“This law of human brotherhood and compassion (ibid.), without discarding the abundant variety of persons, cultures and peoples, affirms that all men are truly brothers. (Catechism of the Catholic Church, 361)
The Word has consented to assume a full human essence and bless the earth with his presence and with the work of his hands. The great mission that was given to us, in Baptism, is co-redemption. The compassion of Christ urges us to carry on our shoulders a fraction of that divine task of recovering souls. (Christ is passing by, 120)
Is the Human Being a Body with a Soul, or a Soul with a Body? or none of that?
The human person, formed in the image of God, is a creature both bodily and spiritual. The biblical reference manifests this reality with a symbolic style when it asserts that «God created man with dust from the ground and breathed into his nostrils the breath of life and man arose a living being» (Gn 2,7). Therefore, man in his fullness is worshiped by God. (Catechism of the Catholic Church, 362)
The Creation of Man: What is the Body? Is the Body Bad?
The human body is part of the honor of the “image of God”: it is the human body precisely because it is animated by the spiritual soul, and it is the entire human individual that is dedicated to being, in the Body of Christ, the sanctuary of the Spirit (cf. 1 Cor 6,19-20; 15,44-45):
“Unity in body and soul, man, by his mere bodily condition, gathers in himself the components of the material world, in such a way that, through him, they reach their summit and raise their voices in free praise of the Creator.
Therefore, man is not allowed to despise bodily life, but, on the contrary, he must esteem his body as good and worthy of honor, since it has been formed by God and will rise on the last day” (GS 14.1). (Catechism of the Catholic Church, 364)
Did you not know that your body is a temple of the Holy Spirit, that you have received from God, and that it does not belong to you? (1 Cor 6, 19). On how many occasions, in front of the image of the Holy Virgin, of the Mother of Beautiful Love, do you respond with a jubilant affirmation to the question of the Apostle!: Yes, we know it and we wish to live it with your vigorous help, oh Virgin Mother of God .
The contemplative prayer will emerge in you every time you meditate with this wonderful reality: something as material as my body has been chosen by the Holy Spirit to erect its dwelling…, I no longer belong to myself…, my body and my soul, my entire being, belong to God…
And this prayer will be abundant in practical results, coming from the great result that the Apostle himself proposes: glorify God in your body (1 Cor 6, 20) (Conversations, 121) If you only knew what you are worth!… It is Saint Paul who gives you He points it out: you have been acquired «pretio magno», at a great price. And then he tells you: “glorificate et portate Deum in corpore vestro”, glorify God and carry him in your body. (Road, 135)
What is the Soul? What is it for? Where does it come from?
In Sacred Scripture, the word soul often means human existence (cf. Mt 16:25-26; Jn 15:13) or the entire human person (cf. Acts 2:41). But it also means what is most personal in man (cf. Mt 26,38; Jn 12,27) and most meritorious in him (cf. Mt 10,28; 2M 6,30), that for which he is specifically image of God: “soul” designates the spiritual principle in man. (Catechism of the Catholic Church, 363)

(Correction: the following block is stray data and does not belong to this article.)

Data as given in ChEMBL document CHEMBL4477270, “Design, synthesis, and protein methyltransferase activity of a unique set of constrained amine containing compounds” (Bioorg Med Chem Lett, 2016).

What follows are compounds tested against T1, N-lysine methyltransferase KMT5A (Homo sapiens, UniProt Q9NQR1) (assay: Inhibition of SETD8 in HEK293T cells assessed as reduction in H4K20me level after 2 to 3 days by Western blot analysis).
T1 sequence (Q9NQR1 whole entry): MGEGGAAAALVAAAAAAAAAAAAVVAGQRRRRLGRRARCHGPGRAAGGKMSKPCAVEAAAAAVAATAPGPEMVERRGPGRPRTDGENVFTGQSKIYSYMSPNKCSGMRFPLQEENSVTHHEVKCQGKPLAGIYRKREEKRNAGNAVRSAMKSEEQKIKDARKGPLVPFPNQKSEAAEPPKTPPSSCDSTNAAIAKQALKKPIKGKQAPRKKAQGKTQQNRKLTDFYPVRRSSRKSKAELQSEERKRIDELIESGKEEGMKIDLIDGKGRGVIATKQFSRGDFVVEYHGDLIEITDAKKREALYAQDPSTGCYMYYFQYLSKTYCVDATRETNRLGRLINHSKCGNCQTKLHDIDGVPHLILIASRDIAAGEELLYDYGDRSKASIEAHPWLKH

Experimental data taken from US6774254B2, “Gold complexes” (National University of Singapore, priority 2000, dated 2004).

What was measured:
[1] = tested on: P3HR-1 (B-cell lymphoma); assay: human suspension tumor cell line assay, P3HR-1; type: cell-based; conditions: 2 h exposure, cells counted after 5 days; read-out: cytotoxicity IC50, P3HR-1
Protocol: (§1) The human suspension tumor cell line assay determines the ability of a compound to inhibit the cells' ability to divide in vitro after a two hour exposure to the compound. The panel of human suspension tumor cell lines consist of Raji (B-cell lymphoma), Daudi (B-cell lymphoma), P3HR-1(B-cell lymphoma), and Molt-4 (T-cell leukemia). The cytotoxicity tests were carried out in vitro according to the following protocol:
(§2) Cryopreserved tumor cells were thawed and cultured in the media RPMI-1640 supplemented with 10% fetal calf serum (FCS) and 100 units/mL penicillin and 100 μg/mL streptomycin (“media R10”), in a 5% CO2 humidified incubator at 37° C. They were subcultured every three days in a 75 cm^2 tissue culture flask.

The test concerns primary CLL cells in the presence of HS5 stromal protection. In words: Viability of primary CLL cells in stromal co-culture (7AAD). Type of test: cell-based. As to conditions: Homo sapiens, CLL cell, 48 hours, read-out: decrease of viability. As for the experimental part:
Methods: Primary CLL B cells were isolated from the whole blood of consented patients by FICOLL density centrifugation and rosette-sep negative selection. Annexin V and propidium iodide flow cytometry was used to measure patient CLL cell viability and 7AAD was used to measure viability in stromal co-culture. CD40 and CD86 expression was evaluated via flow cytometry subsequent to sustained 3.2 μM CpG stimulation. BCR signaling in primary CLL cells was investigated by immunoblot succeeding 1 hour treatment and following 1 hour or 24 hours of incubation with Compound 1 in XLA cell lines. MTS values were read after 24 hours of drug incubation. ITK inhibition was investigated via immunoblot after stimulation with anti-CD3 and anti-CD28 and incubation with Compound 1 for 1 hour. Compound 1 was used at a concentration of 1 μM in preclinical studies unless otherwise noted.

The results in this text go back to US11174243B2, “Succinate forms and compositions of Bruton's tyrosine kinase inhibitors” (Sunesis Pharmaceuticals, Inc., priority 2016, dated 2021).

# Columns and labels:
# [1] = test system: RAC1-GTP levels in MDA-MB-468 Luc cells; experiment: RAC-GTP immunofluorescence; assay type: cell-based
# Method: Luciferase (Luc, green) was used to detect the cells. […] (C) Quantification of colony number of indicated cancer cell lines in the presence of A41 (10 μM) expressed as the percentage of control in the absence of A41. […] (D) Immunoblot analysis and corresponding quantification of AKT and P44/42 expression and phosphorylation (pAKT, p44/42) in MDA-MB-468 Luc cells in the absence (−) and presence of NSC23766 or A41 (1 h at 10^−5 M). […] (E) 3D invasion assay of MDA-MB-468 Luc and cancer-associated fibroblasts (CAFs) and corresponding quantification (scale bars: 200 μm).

The alliance of the soul and the body is so deep that the soul must be esteemed as the “form” of the body (cf. Council of Vienne, year 1312, DS 902); that is, thanks to the spiritual soul, the matter that makes up the body is a human and living body; in man, spirit and matter are not two united essences, but their alliance forms a single essence. (Catechism of the Catholic Church, 365)
The Church has taught that each spiritual soul is formed directly by God (cf. Pius XII, Enc. Humani generis, 1950: DS 3896; Paul VI, Creed of the People of God, 8), is not “begotten” by the parents, and that it is imperishable (cf. Lateran Council V, year 1513: DS 1440): it does not perish when it is dissociated from the body in death, and it will be unified again to the body in the last resurrection. (Catechism of the Catholic Church, 366)
This is the intention of God, your consecration… That each one of you know how to use your body holy and honestly, not giving in to passions, as the pagans, who do not know about God, are used to. We belong entirely to God, in soul and body, in flesh and bones, with the senses and with the capacities.
Pray to him with confidence: Jesus, take care of our hearts! An immense heart, vigorous and tender and loving and delicate, full of compassion for You, to take care of all souls. Our body is sacred, a sanctuary of God, specifies Saint Paul. (Friends of God 177)
Origin of Man
The origin or creation of man according to science or anthropogenesis, alluding to the origin or beginning of the present human gender, refers us to two quite different scenarios. Ancestrally and throughout much of human history, the mythical and religious perspective, anthropogony, was the most accepted, despite lacking physical evidence, and which imagines, in general, human origin as an act of divine will.
However, thanks to scientific progress, there was a change of perspective and today the universally accepted point of view is the scientific vision that places the human race as one more in the biological evolution of terrestrial organisms, although the details of this origin and evolution are the subject of continuous study and investigation of the multiplicity of scientific disciplines involved.
Origin of Man from the Scientific Point of View
The human origin, from a scientific perspective, is of interest to numerous specialties: biology, evolutionary biology, genetics, physical anthropology, paleontology, stratigraphy, geochronology, archaeology, anthropology, history and linguistics.
Lamarckism or Inheritance of Acquired Characters
Although scientifically ruled out, the French naturalist Jean-Baptiste Lamarck’s hypothesis, called Lamarckism, was the initial theory of biological evolution. It is disclosed in his 1809 text Philosophie zoologique and is also known as the theory of inheritance of acquired traits.
It was refuted when, at the beginning of the 20th century, the enunciation of the Weismann Barrier demonstrated the impossibility of moving hereditary information from the cells of the body to the genes: that is, the traits developed by the individual through their existence are not transmitted to the others. genes.
Darwin’s Theory of Evolution by Natural Selection